Wednesday 06 Oct 2021 | 18:17 | SYDNEY
Wednesday 06 Oct 2021 | 18:17 | SYDNEY

Julia Gillard in New York


Nick Bryant


24 September 2012 09:11

There is a lovely story from Prime Minister Billy McMahon's 1971 trip to America that, strangely enough, does not involve his wife Sonia's daring evening gown.

It comes from the Waldorf Hotel in New York, where the prime ministerial entourage whiled away a stray Saturday night by watching Eartha Kitt's cabaret show. Beforehand, it was suggested to the singer that she might serenade the visiting VIP. 'So, at the end of show,' wrote Mungo MacCallum, who was traveling with the Prime Minister, 'Eartha came crooning up to McMahon's table, made a fast guess and embraced what looked to her like the person most likely to lead the country – who was the US security man.'

If anything, things got worse in Washington. At the White House dinner, President Richard Nixon had to ask McMahon how to pronounce his name before introducing him at dinner.

As Julia Gillard arrives in New York to address the UN General Assembly and to lobby for a seat on the Security Council, it is worth asking whether the present Australian Prime Minister, and her possible successor Tony Abbott, suffer from the same problem of international recognition. After a string of global heavy hitters, from Gough Whitlam through to Kevin Rudd, has not Australia returned to the days of leaders like McMahon, who tread the world stage with a noticeably lighter footprint?

Two years into her prime ministership, Julia Gillard has become a regular at summit meetings. She has also come to enjoy an obviously warm relationship with Barack Obama and addressed a joint session of Congress, an honor not even conferred on Robert Menzies. As Hugh White wrote in The Monthly, ahead of a particularly busy spurt of international travel this time last year: 'Gillard has all the attributes of a successful summiteer, she is a good listener and a capable chairperson, charming and gracious in company, and not prone to silly gaffes or inappropriate outbursts.' But though she has become a popular presence at these gatherings, she has hardly become a creative diplomatic force.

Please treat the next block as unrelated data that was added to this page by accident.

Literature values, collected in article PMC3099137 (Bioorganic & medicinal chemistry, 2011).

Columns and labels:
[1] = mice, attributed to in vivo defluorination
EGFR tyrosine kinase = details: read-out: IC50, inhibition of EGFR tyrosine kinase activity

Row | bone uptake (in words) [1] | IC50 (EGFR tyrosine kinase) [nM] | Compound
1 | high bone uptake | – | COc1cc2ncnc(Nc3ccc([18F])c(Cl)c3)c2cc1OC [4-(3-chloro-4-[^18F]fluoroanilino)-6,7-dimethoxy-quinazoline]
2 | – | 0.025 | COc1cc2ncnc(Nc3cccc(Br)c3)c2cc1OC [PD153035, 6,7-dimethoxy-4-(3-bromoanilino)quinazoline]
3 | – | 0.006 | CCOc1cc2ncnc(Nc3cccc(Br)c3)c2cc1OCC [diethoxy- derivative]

Here, Julia Gillard hobbled herself from the start. First, she gave Kevin Rudd the foreign affairs portfolio, which meant that he continued to hog much of the international attention. So much so, that he almost appeared to the rest of the world as an acting prime minister-at-large.

Second, she indicated, largely for domestic consumption, that she had no passion for foreign affairs. As she famously told Kerry O'Brien in an interview on the 7:30 Report on her first prime ministerial trip abroad, she would rather spend time 'watching kids learn to read in Australia than here in Brussels at international meetings.' In other words, she was happy to remain a stay-at-home prime minister, and outsource foreign policy, pretty much, to her predecessor. For her own political survival, it helped that he spent so much time out of the country.

Since then, Gillard has not delivered a major, wide-ranging foreign policy speech or set out a clear vision of Australia's place in the region or the world. Other than the surprise decision to sell uranium to India, she is not associated with any major new diplomatic initiative.

Would Tony Abbott make more of an international mark? In recent months, the Liberal leader has delivered what were billed as major foreign speeches at the Heritage Foundation in Washington and in Beijing. But neither speech could be described as diplomatically imaginative. Like Gillard, he has also sought to make a virtue of his focus on domestic issues. As told the Wall Street Journal early in his leadership: 'Oz pollies who think the world is interested in them have tickets on themselves.'

The ambitions of both Gillard and Abbott seem happily accommodated within these shores. When they retire from politics, for instance, it is hard to imagine either taking up any kind of international role. Nor does it help Australia's bid for a seat on the UN Security Council that the present PM and her possible successor have decided to make global affairs such a low priority.

Here, not for the first time, the Canberra story is starkly at odds with the national story. Rarely, if ever, has the rest of the world shown so much interest in Australia, whether it is country's economic success, the introduction of the carbon tax or the move to restrict cigarette packaging. But rarely, if ever, have the leaders of the two major parties shown such little interest in the rest of the world.

Photo by Flickr user Gobiermo Federal.